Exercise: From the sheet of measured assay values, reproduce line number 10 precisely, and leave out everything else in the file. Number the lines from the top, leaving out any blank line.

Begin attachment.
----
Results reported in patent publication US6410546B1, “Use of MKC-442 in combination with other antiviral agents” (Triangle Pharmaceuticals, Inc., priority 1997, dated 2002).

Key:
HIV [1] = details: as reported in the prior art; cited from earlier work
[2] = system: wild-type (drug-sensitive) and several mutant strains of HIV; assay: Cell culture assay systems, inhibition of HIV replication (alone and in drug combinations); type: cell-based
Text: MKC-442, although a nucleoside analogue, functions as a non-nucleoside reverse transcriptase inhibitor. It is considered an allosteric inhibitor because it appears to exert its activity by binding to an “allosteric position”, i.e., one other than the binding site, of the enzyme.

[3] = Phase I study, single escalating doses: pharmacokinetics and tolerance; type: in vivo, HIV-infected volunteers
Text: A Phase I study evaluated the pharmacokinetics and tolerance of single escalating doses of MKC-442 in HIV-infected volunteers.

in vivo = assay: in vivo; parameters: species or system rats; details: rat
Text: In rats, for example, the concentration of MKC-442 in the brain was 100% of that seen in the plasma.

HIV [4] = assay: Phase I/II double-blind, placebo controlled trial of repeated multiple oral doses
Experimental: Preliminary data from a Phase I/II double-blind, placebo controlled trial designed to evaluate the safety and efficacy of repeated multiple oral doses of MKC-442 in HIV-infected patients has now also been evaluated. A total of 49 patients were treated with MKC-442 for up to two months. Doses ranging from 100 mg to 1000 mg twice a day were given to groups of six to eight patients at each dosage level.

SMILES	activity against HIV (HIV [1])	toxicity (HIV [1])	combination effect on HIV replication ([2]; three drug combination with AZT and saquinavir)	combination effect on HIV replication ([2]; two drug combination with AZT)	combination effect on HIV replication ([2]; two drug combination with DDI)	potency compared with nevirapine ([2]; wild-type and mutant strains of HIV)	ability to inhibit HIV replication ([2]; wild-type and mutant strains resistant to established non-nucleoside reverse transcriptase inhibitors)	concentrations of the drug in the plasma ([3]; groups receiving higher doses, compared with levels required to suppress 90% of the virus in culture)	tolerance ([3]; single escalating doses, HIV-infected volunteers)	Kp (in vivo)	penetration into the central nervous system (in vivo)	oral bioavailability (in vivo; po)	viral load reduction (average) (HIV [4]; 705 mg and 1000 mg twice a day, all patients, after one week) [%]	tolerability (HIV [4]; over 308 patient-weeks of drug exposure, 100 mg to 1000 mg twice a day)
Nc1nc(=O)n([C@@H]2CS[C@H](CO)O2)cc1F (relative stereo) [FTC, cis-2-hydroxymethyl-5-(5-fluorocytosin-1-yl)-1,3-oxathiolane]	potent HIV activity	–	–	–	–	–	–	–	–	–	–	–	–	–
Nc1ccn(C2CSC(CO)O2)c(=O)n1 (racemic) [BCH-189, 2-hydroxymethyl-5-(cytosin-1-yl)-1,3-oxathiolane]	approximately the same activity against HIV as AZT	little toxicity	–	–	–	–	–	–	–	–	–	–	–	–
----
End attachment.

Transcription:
HIV [4] = assay: Phase I/II double-blind, placebo controlled trial of repeated multiple oral doses